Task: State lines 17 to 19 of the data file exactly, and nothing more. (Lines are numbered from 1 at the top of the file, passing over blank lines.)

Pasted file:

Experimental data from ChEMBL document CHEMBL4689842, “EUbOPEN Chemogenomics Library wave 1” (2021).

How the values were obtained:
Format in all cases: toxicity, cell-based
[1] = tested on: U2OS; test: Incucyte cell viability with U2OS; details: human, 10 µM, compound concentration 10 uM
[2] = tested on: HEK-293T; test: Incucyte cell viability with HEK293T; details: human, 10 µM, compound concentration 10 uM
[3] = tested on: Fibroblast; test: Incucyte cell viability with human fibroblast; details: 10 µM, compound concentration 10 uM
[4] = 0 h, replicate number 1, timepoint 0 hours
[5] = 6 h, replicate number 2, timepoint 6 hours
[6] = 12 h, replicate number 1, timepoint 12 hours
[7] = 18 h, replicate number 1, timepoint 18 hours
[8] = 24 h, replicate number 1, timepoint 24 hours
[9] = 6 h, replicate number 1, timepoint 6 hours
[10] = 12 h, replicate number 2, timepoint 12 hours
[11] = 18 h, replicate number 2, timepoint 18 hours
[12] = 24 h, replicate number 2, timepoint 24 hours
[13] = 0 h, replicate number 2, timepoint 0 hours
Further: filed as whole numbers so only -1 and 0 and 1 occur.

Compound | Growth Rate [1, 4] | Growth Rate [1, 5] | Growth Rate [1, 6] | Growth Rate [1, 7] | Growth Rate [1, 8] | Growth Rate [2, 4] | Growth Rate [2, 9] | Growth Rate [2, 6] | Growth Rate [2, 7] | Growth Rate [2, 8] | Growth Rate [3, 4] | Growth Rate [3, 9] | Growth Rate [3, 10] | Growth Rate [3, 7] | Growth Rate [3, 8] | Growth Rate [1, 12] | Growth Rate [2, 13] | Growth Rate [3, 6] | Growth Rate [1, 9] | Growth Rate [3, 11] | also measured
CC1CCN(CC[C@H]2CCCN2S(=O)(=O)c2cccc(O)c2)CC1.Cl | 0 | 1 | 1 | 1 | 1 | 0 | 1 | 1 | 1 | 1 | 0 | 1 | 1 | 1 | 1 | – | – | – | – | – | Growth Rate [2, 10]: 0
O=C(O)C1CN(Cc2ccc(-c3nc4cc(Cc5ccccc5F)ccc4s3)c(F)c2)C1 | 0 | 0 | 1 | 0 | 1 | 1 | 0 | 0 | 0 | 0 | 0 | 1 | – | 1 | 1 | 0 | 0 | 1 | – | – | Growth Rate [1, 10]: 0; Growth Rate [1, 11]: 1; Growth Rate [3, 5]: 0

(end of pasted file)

Further: filed as whole numbers so only -1 and 0 and 1 occur.

Compound | Growth Rate [1, 4] | Growth Rate [1, 5] | Growth Rate [1, 6] | Growth Rate [1, 7] | Growth Rate [1, 8] | Growth Rate [2, 4] | Growth Rate [2, 9] | Growth Rate [2, 6] | Growth Rate [2, 7] | Growth Rate [2, 8] | Growth Rate [3, 4] | Growth Rate [3, 9] | Growth Rate [3, 10] | Growth Rate [3, 7] | Growth Rate [3, 8] | Growth Rate [1, 12] | Growth Rate [2, 13] | Growth Rate [3, 6] | Growth Rate [1, 9] | Growth Rate [3, 11] | also measured
CC1CCN(CC[C@H]2CCCN2S(=O)(=O)c2cccc(O)c2)CC1.Cl | 0 | 1 | 1 | 1 | 1 | 0 | 1 | 1 | 1 | 1 | 0 | 1 | 1 | 1 | 1 | – | – | – | – | – | Growth Rate [2, 10]: 0